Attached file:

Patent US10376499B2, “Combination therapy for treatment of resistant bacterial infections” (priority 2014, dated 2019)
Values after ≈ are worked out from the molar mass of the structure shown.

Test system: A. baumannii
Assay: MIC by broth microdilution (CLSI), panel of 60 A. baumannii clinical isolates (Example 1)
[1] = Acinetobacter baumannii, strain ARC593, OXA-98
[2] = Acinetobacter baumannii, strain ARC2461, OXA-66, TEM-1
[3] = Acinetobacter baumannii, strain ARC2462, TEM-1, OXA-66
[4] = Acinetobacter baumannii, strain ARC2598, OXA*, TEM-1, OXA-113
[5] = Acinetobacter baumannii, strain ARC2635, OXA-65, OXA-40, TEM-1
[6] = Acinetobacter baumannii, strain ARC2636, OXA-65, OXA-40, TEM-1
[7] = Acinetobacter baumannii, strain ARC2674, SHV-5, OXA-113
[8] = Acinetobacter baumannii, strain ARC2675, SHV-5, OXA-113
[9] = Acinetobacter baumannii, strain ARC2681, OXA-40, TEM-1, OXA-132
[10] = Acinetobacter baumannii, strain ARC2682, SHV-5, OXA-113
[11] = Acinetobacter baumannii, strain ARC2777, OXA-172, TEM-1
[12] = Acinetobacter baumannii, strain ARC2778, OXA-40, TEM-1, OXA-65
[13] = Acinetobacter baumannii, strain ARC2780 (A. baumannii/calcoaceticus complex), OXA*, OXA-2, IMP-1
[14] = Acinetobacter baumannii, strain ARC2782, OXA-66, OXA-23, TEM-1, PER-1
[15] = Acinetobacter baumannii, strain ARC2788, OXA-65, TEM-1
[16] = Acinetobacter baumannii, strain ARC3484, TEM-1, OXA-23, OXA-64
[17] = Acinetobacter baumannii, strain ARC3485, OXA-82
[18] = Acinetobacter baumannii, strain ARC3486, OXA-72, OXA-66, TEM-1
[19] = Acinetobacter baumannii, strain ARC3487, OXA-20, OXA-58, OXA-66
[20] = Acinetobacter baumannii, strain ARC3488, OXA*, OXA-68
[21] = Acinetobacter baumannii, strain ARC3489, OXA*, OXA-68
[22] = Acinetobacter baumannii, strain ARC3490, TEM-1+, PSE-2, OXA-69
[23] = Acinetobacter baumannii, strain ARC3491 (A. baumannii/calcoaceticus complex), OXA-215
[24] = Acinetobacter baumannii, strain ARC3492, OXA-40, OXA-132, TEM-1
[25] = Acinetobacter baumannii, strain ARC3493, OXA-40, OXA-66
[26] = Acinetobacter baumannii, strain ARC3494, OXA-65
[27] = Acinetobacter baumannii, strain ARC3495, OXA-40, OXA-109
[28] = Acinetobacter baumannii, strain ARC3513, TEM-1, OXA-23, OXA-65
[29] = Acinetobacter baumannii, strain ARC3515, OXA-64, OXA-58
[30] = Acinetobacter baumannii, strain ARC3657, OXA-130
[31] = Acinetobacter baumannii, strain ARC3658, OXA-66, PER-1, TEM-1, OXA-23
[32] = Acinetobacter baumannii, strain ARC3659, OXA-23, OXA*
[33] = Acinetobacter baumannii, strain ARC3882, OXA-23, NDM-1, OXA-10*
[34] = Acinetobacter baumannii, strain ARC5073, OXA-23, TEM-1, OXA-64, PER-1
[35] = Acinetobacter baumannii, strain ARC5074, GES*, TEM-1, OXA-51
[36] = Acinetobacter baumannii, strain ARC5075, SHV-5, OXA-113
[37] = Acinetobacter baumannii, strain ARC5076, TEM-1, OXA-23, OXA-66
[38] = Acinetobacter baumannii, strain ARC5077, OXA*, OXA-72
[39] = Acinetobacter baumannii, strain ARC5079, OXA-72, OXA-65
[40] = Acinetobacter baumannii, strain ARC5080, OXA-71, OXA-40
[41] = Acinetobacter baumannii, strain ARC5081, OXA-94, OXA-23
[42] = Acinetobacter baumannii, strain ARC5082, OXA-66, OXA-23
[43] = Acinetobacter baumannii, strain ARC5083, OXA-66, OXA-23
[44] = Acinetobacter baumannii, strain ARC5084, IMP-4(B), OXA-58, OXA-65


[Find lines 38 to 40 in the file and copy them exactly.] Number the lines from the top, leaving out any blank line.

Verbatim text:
[34] = Acinetobacter baumannii, strain ARC5073, OXA-23, TEM-1, OXA-64, PER-1
[35] = Acinetobacter baumannii, strain ARC5074, GES*, TEM-1, OXA-51
[36] = Acinetobacter baumannii, strain ARC5075, SHV-5, OXA-113